“We have no alternative. We must handle climate change and we must do it right now. Copenhagen is the deadline. Time is up,” writes former Danish Climate and Energy Minister Connie Hedegaard, the EU’s commissioner-designate for climate action, in an exclusive op-ed for EURACTIV.
“There are moments in history where the world can choose to go down different paths. The COP-15 Climate Conference in Copenhagen is one of those defining moments: we can choose to go down the road towards green prosperity and a more sustainable future. Or we can choose a pathway to stalemate and do nothing about climate change, leaving an enormous bill for our kids and grand-kids to pay. It really isn’t that hard a choice.
The Danish government’s goal is clear and unambiguous: we are working for an ambitious, global agreement that reduces greenhouse gas emissions and delivers on adaptation, technology and finance. Also, Copenhagen should include a deadline for when to close a legally binding agreement.
Time is of the essence. For each day we wait, the price increases and the potentially catastrophic consequences of climate change increase. According to the International Energy Agency, every year lost to inaction will cost us 500 billion dollars. We must make the pressure pay and use the political momentum to make the leaders of the world live up to their responsibility and act swiftly on climate change.
The Copenhagen deadline works. One-by-one, governments from all over the world are delivering before the climate conference next month. Recently, we saw concrete targets from Brazil and South Korea, and Russia improved its bid.
President [Barack] Obama has announced US targets, not only for 2020, but maybe more noticeable for 2025 and 2030. 4% below 1990 might not be what the world has been hoping for, but the US seems to know that the price for coming late is that the pathway for reductions after 2020 will be extra steep with 18% below 1990-levels in 2025 and 32% in 2030.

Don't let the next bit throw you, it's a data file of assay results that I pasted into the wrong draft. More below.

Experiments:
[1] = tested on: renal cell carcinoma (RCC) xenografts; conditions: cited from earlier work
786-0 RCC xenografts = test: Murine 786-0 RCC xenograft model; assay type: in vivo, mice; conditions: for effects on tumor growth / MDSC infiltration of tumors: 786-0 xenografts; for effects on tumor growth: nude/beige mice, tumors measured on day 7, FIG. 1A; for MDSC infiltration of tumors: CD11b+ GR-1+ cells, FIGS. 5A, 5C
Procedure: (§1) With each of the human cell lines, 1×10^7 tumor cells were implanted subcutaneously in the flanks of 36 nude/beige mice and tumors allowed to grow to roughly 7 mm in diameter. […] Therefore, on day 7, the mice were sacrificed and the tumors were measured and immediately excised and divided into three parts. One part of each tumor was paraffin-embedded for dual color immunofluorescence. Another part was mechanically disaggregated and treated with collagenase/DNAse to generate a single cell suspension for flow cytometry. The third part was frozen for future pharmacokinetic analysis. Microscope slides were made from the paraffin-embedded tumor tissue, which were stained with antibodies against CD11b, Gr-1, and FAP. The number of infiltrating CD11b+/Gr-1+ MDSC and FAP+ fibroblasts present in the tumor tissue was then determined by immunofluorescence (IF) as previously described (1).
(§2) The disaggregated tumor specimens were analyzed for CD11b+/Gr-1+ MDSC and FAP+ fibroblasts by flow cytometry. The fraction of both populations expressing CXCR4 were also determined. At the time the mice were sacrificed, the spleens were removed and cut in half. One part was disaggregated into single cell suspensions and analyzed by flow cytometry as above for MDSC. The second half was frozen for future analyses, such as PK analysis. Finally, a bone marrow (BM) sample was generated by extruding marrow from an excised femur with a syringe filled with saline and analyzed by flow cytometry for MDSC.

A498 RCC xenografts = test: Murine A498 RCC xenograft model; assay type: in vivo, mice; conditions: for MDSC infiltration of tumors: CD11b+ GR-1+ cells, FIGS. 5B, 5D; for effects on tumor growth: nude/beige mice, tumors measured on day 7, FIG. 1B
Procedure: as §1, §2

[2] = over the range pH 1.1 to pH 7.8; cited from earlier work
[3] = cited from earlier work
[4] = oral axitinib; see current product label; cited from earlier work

It is also new and very encouraging that China comes forward internationally. We must analyse more carefully what the new Chinese announcement translates to when it comes to a percentage for deviation from business as usual.
All of this is a clear sign that the deadline of Copenhagen is working and world leaders are feeling the pressure of expectations from citizens, business and the rest of society. Now is the time for these leaders to live up to the pledges to our planet and deliver results in Copenhagen.
Denmark didn’t set the deadline to be this December 2009. With the Bali Action Plan from 2007, the world as a whole decided that COP-15 in Copenhagen is a turning point in the campaign to put the world on a more sustainable path. 192 countries signed up to this mandate and now we must not let that deadline slip out of our hands. Now is the time to act and now is the time to cash in on the political momentum. World leaders have promised the citizens of the planet a solution. Now is the time to live up to that responsibility and come up with an ambitious, truly global climate agreement in Copenhagen.
The content of a deal is basically four challenges that need solutions. The deal should involve binding medium and long-term greenhouse gas reduction goals for developed countries. And it should put the big developing economies on a cleaner and greener path to prosperity. Finally it needs to provide assistance for the vulnerable countries – those who are hit hardest and hit first. The deal must bring new and truly additional finance on the table – some of which needs to fund adaptation in developing countries – and an agreement needs to be reached on how we can work together to disseminate and develop technology and knowledge. These are the four cornerstones in Copenhagen that we must deliver on.
And solve it we must. We have no alternative. We must handle climate change and we must do it right now. Copenhagen is the deadline. Time is up. Let’s get the job done.”